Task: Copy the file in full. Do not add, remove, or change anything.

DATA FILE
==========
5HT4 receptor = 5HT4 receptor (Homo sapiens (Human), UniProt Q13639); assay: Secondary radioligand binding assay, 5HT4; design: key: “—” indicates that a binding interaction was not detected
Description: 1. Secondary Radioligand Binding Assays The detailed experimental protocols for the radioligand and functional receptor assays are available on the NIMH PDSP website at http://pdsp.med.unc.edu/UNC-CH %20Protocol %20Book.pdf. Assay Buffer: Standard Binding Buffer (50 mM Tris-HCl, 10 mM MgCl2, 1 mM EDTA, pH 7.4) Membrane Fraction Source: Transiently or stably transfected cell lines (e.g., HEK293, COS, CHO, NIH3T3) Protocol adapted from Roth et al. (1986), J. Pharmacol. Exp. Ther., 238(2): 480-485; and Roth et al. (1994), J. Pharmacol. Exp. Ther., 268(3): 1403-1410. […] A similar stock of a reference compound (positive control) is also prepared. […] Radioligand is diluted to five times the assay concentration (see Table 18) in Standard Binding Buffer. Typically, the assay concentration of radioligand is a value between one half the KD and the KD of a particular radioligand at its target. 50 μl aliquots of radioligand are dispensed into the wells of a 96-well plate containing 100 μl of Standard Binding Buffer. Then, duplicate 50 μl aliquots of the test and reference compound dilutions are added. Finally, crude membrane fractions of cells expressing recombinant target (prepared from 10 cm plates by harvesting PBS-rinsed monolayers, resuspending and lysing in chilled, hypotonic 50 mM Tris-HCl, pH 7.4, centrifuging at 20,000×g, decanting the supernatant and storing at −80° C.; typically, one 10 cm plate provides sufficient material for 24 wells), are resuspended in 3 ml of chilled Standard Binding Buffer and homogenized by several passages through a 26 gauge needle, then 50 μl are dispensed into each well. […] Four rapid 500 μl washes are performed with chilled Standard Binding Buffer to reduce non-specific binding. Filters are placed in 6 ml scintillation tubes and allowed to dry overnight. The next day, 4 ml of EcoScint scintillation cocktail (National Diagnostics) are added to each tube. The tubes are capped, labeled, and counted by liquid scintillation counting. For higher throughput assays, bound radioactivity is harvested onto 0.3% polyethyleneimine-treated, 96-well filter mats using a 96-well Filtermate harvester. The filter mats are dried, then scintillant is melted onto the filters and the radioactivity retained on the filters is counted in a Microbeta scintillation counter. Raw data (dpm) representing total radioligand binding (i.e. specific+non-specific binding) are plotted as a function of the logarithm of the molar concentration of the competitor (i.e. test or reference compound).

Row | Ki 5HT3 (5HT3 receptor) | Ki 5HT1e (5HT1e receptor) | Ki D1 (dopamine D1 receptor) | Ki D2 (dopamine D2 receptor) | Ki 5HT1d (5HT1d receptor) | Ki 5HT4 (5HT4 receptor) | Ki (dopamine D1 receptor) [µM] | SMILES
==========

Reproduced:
5HT4 receptor = 5HT4 receptor (Homo sapiens (Human), UniProt Q13639); assay: Secondary radioligand binding assay, 5HT4; design: key: “—” indicates that a binding interaction was not detected
Description: 1. Secondary Radioligand Binding Assays The detailed experimental protocols for the radioligand and functional receptor assays are available on the NIMH PDSP website at http://pdsp.med.unc.edu/UNC-CH %20Protocol %20Book.pdf. Assay Buffer: Standard Binding Buffer (50 mM Tris-HCl, 10 mM MgCl2, 1 mM EDTA, pH 7.4) Membrane Fraction Source: Transiently or stably transfected cell lines (e.g., HEK293, COS, CHO, NIH3T3) Protocol adapted from Roth et al. (1986), J. Pharmacol. Exp. Ther., 238(2): 480-485; and Roth et al. (1994), J. Pharmacol. Exp. Ther., 268(3): 1403-1410. […] A similar stock of a reference compound (positive control) is also prepared. […] Radioligand is diluted to five times the assay concentration (see Table 18) in Standard Binding Buffer. Typically, the assay concentration of radioligand is a value between one half the KD and the KD of a particular radioligand at its target. 50 μl aliquots of radioligand are dispensed into the wells of a 96-well plate containing 100 μl of Standard Binding Buffer. Then, duplicate 50 μl aliquots of the test and reference compound dilutions are added. Finally, crude membrane fractions of cells expressing recombinant target (prepared from 10 cm plates by harvesting PBS-rinsed monolayers, resuspending and lysing in chilled, hypotonic 50 mM Tris-HCl, pH 7.4, centrifuging at 20,000×g, decanting the supernatant and storing at −80° C.; typically, one 10 cm plate provides sufficient material for 24 wells), are resuspended in 3 ml of chilled Standard Binding Buffer and homogenized by several passages through a 26 gauge needle, then 50 μl are dispensed into each well. […] Four rapid 500 μl washes are performed with chilled Standard Binding Buffer to reduce non-specific binding. Filters are placed in 6 ml scintillation tubes and allowed to dry overnight. The next day, 4 ml of EcoScint scintillation cocktail (National Diagnostics) are added to each tube. The tubes are capped, labeled, and counted by liquid scintillation counting. For higher throughput assays, bound radioactivity is harvested onto 0.3% polyethyleneimine-treated, 96-well filter mats using a 96-well Filtermate harvester. The filter mats are dried, then scintillant is melted onto the filters and the radioactivity retained on the filters is counted in a Microbeta scintillation counter. Raw data (dpm) representing total radioligand binding (i.e. specific+non-specific binding) are plotted as a function of the logarithm of the molar concentration of the competitor (i.e. test or reference compound).

Row | Ki 5HT3 (5HT3 receptor) | Ki 5HT1e (5HT1e receptor) | Ki D1 (dopamine D1 receptor) | Ki D2 (dopamine D2 receptor) | Ki 5HT1d (5HT1d receptor) | Ki 5HT4 (5HT4 receptor) | Ki (dopamine D1 receptor) [µM] | SMILES